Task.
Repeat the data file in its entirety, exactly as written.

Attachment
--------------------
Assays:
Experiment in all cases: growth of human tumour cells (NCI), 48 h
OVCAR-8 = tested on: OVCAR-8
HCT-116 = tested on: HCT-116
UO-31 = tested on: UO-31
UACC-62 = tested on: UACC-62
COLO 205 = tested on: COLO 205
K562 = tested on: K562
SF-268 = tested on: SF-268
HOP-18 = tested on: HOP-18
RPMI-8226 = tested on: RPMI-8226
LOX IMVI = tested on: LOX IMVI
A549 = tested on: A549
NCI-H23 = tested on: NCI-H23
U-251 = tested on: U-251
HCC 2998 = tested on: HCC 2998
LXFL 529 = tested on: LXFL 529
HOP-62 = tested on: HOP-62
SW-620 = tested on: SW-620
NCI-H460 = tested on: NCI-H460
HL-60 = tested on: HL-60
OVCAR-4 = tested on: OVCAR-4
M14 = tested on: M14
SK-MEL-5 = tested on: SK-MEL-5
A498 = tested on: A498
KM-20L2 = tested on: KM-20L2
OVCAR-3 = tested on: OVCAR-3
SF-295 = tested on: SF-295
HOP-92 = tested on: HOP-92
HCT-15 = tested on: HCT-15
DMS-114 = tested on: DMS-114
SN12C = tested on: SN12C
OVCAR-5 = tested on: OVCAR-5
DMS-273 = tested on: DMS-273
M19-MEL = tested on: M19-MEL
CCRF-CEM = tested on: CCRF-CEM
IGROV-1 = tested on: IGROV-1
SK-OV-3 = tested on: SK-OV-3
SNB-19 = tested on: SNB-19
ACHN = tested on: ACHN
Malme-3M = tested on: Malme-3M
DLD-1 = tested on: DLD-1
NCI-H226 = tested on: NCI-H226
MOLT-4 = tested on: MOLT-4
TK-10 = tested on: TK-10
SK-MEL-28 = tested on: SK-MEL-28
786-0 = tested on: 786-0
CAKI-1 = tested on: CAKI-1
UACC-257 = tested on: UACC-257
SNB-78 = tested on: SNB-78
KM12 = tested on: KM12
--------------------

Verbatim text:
Assays:
Experiment in all cases: growth of human tumour cells (NCI), 48 h
OVCAR-8 = tested on: OVCAR-8
HCT-116 = tested on: HCT-116
UO-31 = tested on: UO-31
UACC-62 = tested on: UACC-62
COLO 205 = tested on: COLO 205
K562 = tested on: K562
SF-268 = tested on: SF-268
HOP-18 = tested on: HOP-18
RPMI-8226 = tested on: RPMI-8226
LOX IMVI = tested on: LOX IMVI
A549 = tested on: A549
NCI-H23 = tested on: NCI-H23
U-251 = tested on: U-251
HCC 2998 = tested on: HCC 2998
LXFL 529 = tested on: LXFL 529
HOP-62 = tested on: HOP-62
SW-620 = tested on: SW-620
NCI-H460 = tested on: NCI-H460
HL-60 = tested on: HL-60
OVCAR-4 = tested on: OVCAR-4
M14 = tested on: M14
SK-MEL-5 = tested on: SK-MEL-5
A498 = tested on: A498
KM-20L2 = tested on: KM-20L2
OVCAR-3 = tested on: OVCAR-3
SF-295 = tested on: SF-295
HOP-92 = tested on: HOP-92
HCT-15 = tested on: HCT-15
DMS-114 = tested on: DMS-114
SN12C = tested on: SN12C
OVCAR-5 = tested on: OVCAR-5
DMS-273 = tested on: DMS-273
M19-MEL = tested on: M19-MEL
CCRF-CEM = tested on: CCRF-CEM
IGROV-1 = tested on: IGROV-1
SK-OV-3 = tested on: SK-OV-3
SNB-19 = tested on: SNB-19
ACHN = tested on: ACHN
Malme-3M = tested on: Malme-3M
DLD-1 = tested on: DLD-1
NCI-H226 = tested on: NCI-H226
MOLT-4 = tested on: MOLT-4
TK-10 = tested on: TK-10
SK-MEL-28 = tested on: SK-MEL-28
786-0 = tested on: 786-0
CAKI-1 = tested on: CAKI-1
UACC-257 = tested on: UACC-257
SNB-78 = tested on: SNB-78
KM12 = tested on: KM12